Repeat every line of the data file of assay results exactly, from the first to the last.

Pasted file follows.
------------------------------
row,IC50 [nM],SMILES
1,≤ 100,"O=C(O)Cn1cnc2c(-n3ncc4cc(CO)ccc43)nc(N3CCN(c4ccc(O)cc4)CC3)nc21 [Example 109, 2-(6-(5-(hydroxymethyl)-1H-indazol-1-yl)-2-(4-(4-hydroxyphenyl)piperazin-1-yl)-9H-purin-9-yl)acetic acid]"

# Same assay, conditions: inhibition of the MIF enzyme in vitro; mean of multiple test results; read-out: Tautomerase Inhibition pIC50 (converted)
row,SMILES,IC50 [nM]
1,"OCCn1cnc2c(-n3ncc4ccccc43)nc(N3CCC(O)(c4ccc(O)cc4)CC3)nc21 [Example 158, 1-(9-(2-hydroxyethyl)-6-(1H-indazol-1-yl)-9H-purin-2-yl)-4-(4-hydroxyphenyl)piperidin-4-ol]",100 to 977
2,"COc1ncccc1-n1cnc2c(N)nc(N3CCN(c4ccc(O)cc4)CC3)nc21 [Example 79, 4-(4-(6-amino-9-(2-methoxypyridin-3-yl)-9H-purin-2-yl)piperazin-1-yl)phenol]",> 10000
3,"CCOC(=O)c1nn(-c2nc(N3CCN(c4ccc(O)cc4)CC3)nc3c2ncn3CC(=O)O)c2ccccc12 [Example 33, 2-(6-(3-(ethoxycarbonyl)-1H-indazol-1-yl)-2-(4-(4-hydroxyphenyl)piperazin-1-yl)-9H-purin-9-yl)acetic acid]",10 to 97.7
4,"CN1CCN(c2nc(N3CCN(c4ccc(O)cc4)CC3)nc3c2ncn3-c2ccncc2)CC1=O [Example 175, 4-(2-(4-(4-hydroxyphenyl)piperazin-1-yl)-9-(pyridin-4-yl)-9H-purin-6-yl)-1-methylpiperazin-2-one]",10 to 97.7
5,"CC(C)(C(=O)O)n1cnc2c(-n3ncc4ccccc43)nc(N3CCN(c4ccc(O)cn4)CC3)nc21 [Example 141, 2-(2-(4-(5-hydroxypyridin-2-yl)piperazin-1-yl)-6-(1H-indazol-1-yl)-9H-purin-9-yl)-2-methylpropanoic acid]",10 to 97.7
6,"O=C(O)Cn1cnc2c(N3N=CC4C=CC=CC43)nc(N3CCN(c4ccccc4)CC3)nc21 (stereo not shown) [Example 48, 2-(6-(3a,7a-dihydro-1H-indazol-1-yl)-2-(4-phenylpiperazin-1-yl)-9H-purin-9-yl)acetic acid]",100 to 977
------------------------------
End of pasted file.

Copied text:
row,IC50 [nM],SMILES
1,≤ 100,"O=C(O)Cn1cnc2c(-n3ncc4cc(CO)ccc43)nc(N3CCN(c4ccc(O)cc4)CC3)nc21 [Example 109, 2-(6-(5-(hydroxymethyl)-1H-indazol-1-yl)-2-(4-(4-hydroxyphenyl)piperazin-1-yl)-9H-purin-9-yl)acetic acid]"

# Same assay, conditions: inhibition of the MIF enzyme in vitro; mean of multiple test results; read-out: Tautomerase Inhibition pIC50 (converted)
row,SMILES,IC50 [nM]
1,"OCCn1cnc2c(-n3ncc4ccccc43)nc(N3CCC(O)(c4ccc(O)cc4)CC3)nc21 [Example 158, 1-(9-(2-hydroxyethyl)-6-(1H-indazol-1-yl)-9H-purin-2-yl)-4-(4-hydroxyphenyl)piperidin-4-ol]",100 to 977
2,"COc1ncccc1-n1cnc2c(N)nc(N3CCN(c4ccc(O)cc4)CC3)nc21 [Example 79, 4-(4-(6-amino-9-(2-methoxypyridin-3-yl)-9H-purin-2-yl)piperazin-1-yl)phenol]",> 10000
3,"CCOC(=O)c1nn(-c2nc(N3CCN(c4ccc(O)cc4)CC3)nc3c2ncn3CC(=O)O)c2ccccc12 [Example 33, 2-(6-(3-(ethoxycarbonyl)-1H-indazol-1-yl)-2-(4-(4-hydroxyphenyl)piperazin-1-yl)-9H-purin-9-yl)acetic acid]",10 to 97.7
4,"CN1CCN(c2nc(N3CCN(c4ccc(O)cc4)CC3)nc3c2ncn3-c2ccncc2)CC1=O [Example 175, 4-(2-(4-(4-hydroxyphenyl)piperazin-1-yl)-9-(pyridin-4-yl)-9H-purin-6-yl)-1-methylpiperazin-2-one]",10 to 97.7
5,"CC(C)(C(=O)O)n1cnc2c(-n3ncc4ccccc43)nc(N3CCN(c4ccc(O)cn4)CC3)nc21 [Example 141, 2-(2-(4-(5-hydroxypyridin-2-yl)piperazin-1-yl)-6-(1H-indazol-1-yl)-9H-purin-9-yl)-2-methylpropanoic acid]",10 to 97.7
6,"O=C(O)Cn1cnc2c(N3N=CC4C=CC=CC43)nc(N3CCN(c4ccccc4)CC3)nc21 (stereo not shown) [Example 48, 2-(6-(3a,7a-dihydro-1H-indazol-1-yl)-2-(4-phenylpiperazin-1-yl)-9H-purin-9-yl)acetic acid]",100 to 977